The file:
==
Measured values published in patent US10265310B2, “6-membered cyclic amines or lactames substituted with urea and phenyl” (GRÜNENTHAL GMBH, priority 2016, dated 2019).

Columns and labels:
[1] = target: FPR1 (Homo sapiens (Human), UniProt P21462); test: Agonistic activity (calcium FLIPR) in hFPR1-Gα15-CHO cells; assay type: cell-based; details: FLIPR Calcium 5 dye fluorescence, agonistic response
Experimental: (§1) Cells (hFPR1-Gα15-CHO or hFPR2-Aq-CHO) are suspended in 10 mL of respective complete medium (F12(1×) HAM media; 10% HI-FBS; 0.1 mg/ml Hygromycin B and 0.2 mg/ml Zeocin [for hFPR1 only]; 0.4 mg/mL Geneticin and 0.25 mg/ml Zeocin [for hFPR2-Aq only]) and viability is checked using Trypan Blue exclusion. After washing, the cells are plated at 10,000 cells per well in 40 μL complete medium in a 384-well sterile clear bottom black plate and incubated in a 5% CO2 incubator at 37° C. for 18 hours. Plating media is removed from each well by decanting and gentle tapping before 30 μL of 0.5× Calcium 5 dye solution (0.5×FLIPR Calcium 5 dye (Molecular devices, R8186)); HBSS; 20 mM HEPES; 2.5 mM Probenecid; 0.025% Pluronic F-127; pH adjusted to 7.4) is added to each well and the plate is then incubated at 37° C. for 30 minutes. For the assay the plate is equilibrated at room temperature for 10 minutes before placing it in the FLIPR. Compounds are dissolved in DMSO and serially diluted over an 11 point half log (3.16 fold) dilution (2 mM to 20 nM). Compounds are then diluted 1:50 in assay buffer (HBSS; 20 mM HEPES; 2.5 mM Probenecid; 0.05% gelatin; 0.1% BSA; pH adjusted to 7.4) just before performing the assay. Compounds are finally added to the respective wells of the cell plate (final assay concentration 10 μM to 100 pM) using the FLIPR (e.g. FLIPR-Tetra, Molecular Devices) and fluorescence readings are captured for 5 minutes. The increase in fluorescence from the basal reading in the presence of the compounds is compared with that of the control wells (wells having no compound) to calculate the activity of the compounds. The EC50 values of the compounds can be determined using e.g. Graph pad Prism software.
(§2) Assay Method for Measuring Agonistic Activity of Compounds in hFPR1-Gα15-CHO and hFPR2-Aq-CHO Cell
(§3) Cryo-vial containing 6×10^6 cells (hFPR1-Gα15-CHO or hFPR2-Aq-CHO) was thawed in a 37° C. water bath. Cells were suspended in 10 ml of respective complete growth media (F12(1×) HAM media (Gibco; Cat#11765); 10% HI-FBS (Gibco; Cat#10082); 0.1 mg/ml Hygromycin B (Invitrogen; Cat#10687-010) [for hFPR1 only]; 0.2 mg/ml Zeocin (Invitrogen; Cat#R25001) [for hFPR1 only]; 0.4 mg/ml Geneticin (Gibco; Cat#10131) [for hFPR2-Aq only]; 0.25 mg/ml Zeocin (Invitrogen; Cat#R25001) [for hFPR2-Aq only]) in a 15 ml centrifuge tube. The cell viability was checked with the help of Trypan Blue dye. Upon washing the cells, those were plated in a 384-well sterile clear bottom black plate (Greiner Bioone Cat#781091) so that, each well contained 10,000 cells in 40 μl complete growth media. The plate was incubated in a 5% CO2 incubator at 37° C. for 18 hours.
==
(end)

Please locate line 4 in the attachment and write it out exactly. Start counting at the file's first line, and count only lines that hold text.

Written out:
Experimental: (§1) Cells (hFPR1-Gα15-CHO or hFPR2-Aq-CHO) are suspended in 10 mL of respective complete medium (F12(1×) HAM media; 10% HI-FBS; 0.1 mg/ml Hygromycin B and 0.2 mg/ml Zeocin [for hFPR1 only]; 0.4 mg/mL Geneticin and 0.25 mg/ml Zeocin [for hFPR2-Aq only]) and viability is checked using Trypan Blue exclusion. After washing, the cells are plated at 10,000 cells per well in 40 μL complete medium in a 384-well sterile clear bottom black plate and incubated in a 5% CO2 incubator at 37° C. for 18 hours. Plating media is removed from each well by decanting and gentle tapping before 30 μL of 0.5× Calcium 5 dye solution (0.5×FLIPR Calcium 5 dye (Molecular devices, R8186)); HBSS; 20 mM HEPES; 2.5 mM Probenecid; 0.025% Pluronic F-127; pH adjusted to 7.4) is added to each well and the plate is then incubated at 37° C. for 30 minutes. For the assay the plate is equilibrated at room temperature for 10 minutes before placing it in the FLIPR. Compounds are dissolved in DMSO and serially diluted over an 11 point half log (3.16 fold) dilution (2 mM to 20 nM). Compounds are then diluted 1:50 in assay buffer (HBSS; 20 mM HEPES; 2.5 mM Probenecid; 0.05% gelatin; 0.1% BSA; pH adjusted to 7.4) just before performing the assay. Compounds are finally added to the respective wells of the cell plate (final assay concentration 10 μM to 100 pM) using the FLIPR (e.g. FLIPR-Tetra, Molecular Devices) and fluorescence readings are captured for 5 minutes. The increase in fluorescence from the basal reading in the presence of the compounds is compared with that of the control wells (wells having no compound) to calculate the activity of the compounds. The EC50 values of the compounds can be determined using e.g. Graph pad Prism software.